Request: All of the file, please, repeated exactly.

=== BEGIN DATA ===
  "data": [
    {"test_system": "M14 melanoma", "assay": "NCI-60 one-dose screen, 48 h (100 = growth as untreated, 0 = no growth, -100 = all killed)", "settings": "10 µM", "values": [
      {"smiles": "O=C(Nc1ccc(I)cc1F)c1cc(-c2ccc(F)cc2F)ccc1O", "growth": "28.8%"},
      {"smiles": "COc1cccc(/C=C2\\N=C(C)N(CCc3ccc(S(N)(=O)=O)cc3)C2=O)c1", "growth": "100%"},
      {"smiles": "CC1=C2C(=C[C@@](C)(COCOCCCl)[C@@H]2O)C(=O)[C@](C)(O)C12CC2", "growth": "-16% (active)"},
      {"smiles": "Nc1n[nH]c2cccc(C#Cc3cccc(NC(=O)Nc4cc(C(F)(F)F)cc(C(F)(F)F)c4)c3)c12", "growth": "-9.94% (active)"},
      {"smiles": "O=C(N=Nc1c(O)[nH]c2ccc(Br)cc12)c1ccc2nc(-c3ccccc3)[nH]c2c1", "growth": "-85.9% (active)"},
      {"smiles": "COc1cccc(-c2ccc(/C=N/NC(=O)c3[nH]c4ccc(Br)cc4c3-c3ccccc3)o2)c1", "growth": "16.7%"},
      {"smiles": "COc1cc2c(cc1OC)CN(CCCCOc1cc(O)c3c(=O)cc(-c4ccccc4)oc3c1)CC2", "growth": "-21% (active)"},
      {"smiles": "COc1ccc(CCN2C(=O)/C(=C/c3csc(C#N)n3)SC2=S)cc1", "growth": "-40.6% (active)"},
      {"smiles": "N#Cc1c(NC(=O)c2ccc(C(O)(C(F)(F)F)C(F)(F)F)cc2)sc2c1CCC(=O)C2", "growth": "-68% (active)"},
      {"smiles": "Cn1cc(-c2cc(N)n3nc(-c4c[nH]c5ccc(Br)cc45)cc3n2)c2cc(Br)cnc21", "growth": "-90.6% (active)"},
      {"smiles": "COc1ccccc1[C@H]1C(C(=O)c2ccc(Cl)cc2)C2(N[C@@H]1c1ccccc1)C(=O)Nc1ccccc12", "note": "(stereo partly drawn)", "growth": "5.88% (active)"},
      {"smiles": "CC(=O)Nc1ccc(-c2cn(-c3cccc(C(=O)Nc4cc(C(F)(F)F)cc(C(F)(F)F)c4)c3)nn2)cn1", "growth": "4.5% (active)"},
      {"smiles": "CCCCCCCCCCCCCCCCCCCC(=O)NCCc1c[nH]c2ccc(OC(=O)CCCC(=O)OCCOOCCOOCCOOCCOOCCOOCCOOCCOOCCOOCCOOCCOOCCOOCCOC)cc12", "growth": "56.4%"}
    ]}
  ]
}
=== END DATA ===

  "data": [
    {"test_system": "M14 melanoma", "assay": "NCI-60 one-dose screen, 48 h (100 = growth as untreated, 0 = no growth, -100 = all killed)", "settings": "10 µM", "values": [
      {"smiles": "O=C(Nc1ccc(I)cc1F)c1cc(-c2ccc(F)cc2F)ccc1O", "growth": "28.8%"},
      {"smiles": "COc1cccc(/C=C2\\N=C(C)N(CCc3ccc(S(N)(=O)=O)cc3)C2=O)c1", "growth": "100%"},
      {"smiles": "CC1=C2C(=C[C@@](C)(COCOCCCl)[C@@H]2O)C(=O)[C@](C)(O)C12CC2", "growth": "-16% (active)"},
      {"smiles": "Nc1n[nH]c2cccc(C#Cc3cccc(NC(=O)Nc4cc(C(F)(F)F)cc(C(F)(F)F)c4)c3)c12", "growth": "-9.94% (active)"},
      {"smiles": "O=C(N=Nc1c(O)[nH]c2ccc(Br)cc12)c1ccc2nc(-c3ccccc3)[nH]c2c1", "growth": "-85.9% (active)"},
      {"smiles": "COc1cccc(-c2ccc(/C=N/NC(=O)c3[nH]c4ccc(Br)cc4c3-c3ccccc3)o2)c1", "growth": "16.7%"},
      {"smiles": "COc1cc2c(cc1OC)CN(CCCCOc1cc(O)c3c(=O)cc(-c4ccccc4)oc3c1)CC2", "growth": "-21% (active)"},
      {"smiles": "COc1ccc(CCN2C(=O)/C(=C/c3csc(C#N)n3)SC2=S)cc1", "growth": "-40.6% (active)"},
      {"smiles": "N#Cc1c(NC(=O)c2ccc(C(O)(C(F)(F)F)C(F)(F)F)cc2)sc2c1CCC(=O)C2", "growth": "-68% (active)"},
      {"smiles": "Cn1cc(-c2cc(N)n3nc(-c4c[nH]c5ccc(Br)cc45)cc3n2)c2cc(Br)cnc21", "growth": "-90.6% (active)"},
      {"smiles": "COc1ccccc1[C@H]1C(C(=O)c2ccc(Cl)cc2)C2(N[C@@H]1c1ccccc1)C(=O)Nc1ccccc12", "note": "(stereo partly drawn)", "growth": "5.88% (active)"},
      {"smiles": "CC(=O)Nc1ccc(-c2cn(-c3cccc(C(=O)Nc4cc(C(F)(F)F)cc(C(F)(F)F)c4)c3)nn2)cn1", "growth": "4.5% (active)"},
      {"smiles": "CCCCCCCCCCCCCCCCCCCC(=O)NCCc1c[nH]c2ccc(OC(=O)CCCC(=O)OCCOOCCOOCCOOCCOOCCOOCCOOCCOOCCOOCCOOCCOOCCOOCCOC)cc12", "growth": "56.4%"}
    ]}
  ]
}